U.S. Agriculture Secretary Tom Vilsack on Wednesday praised a recommendation from the World Organization for Animal Health that the U.S. risk classification for BSE be upgraded from controlled to negligible. The U.S. submitted the application for upgrade last year.
"I am very pleased with this decision and recommendation by the OIE's Scientific Commission," Vilsack said in a press statement. "Being classified as negligible risk for BSE by the OIE will also greatly support our efforts to increase exports of U.S. beef and beef products."
In recommending that the United States receive negligible risk classification, the Commission said that the risk assessments submitted for their evaluation were robust and comprehensive, and that surveillance for, and safeguards against, BSE are strong.
Vilsack said that U.S. beef and beef products are produced to the highest safety standards in the world, and the U.S. would continue to press for normalization of beef trade with several nations in a manner that is based on science and consistent with international standards.
"The U.S. beef industry has worked with government officials and scientists to implement multiple interlocking safeguards to prevent BSE from taking hold in our country," National Cattlemen's Beef Association President Bob McCan said in a press statement. "Being classified as negligible risk for BSE by the OIE is proof that these safeguards are working and protecting the public and animal health against BSE."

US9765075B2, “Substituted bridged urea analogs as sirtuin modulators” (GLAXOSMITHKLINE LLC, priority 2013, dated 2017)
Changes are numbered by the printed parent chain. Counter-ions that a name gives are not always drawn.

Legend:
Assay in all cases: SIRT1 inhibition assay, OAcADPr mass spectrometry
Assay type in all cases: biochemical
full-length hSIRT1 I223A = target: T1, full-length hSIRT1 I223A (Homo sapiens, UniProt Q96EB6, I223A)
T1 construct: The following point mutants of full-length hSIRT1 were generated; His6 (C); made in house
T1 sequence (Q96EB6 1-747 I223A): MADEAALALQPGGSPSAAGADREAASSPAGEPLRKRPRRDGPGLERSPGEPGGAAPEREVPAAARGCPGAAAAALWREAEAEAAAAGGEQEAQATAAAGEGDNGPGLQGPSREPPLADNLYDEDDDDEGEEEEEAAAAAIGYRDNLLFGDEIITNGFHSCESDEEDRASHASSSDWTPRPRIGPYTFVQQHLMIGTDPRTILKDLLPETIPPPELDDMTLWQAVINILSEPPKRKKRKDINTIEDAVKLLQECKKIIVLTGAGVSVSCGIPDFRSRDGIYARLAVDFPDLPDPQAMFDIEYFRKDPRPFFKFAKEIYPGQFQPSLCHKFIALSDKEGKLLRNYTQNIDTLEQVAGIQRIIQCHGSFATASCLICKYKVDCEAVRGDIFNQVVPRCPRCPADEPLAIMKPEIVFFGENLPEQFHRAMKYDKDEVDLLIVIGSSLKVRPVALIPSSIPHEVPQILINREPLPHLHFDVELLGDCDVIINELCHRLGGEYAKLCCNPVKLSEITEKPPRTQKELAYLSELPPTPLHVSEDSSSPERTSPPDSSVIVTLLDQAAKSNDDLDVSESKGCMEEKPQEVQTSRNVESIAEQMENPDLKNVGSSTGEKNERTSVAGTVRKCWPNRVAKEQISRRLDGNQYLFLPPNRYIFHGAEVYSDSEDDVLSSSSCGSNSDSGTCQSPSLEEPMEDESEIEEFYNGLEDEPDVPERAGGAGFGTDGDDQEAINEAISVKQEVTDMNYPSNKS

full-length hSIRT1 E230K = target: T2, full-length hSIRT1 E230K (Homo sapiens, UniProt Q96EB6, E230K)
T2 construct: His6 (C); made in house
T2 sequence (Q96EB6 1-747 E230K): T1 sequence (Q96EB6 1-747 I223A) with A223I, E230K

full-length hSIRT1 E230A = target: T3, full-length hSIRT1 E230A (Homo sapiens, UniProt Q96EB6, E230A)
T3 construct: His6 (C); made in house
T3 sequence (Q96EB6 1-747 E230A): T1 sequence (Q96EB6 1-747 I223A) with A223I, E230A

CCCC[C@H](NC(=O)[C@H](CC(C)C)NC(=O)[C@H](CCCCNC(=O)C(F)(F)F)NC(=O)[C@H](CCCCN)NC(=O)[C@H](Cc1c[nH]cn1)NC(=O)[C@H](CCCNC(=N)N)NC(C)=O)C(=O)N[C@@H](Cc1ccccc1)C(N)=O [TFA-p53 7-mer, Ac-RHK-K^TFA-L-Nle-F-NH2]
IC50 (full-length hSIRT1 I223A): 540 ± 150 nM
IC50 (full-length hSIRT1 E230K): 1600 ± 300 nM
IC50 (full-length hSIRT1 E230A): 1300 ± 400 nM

OIE delegate countries will review the recommendation and likely make a final ruling this May.
Negligible risk is lowest level
Negligible risk is the lowest risk level under the OIE Code. Countries defined as negligible risk have conducted extensive surveillance and testing in domestic cattle to demonstrate a minimal risk for BSE.
The OIE determines a country's risk status based on actions the country has taken to manage the risk of the disease. These actions include instituting a strong ruminant-to-ruminant feed ban, strictly controlling imports of animals and animal products from countries at risk for the disease, and conducting appropriate surveillance.
The OIE Code provides guidelines for the safe trade of animals and products based on the country's risk status and the risk presented by the specific item being traded.
With a total of 178 Member Countries, including the United States, the OIE is recognized as a reference organization by the World Trade Organization. Therefore, the official recognition of disease status by OIE Member Countries is of great significance for international trade and constitutes one of the most important links between the OIE and WTO.
U.S. safeguards protect animal health
The United States has a longstanding system of three interlocking safeguards against BSE that protects public and animal health in the United States, the most important of which is the removal of specified risk materials from all animals presented for slaughter. The second safeguard is a strong feed ban that protects cattle from the disease. The third safeguard is the ongoing BSE surveillance program that allows USDA to detect the disease if it exists at very low levels in the U.S. cattle population.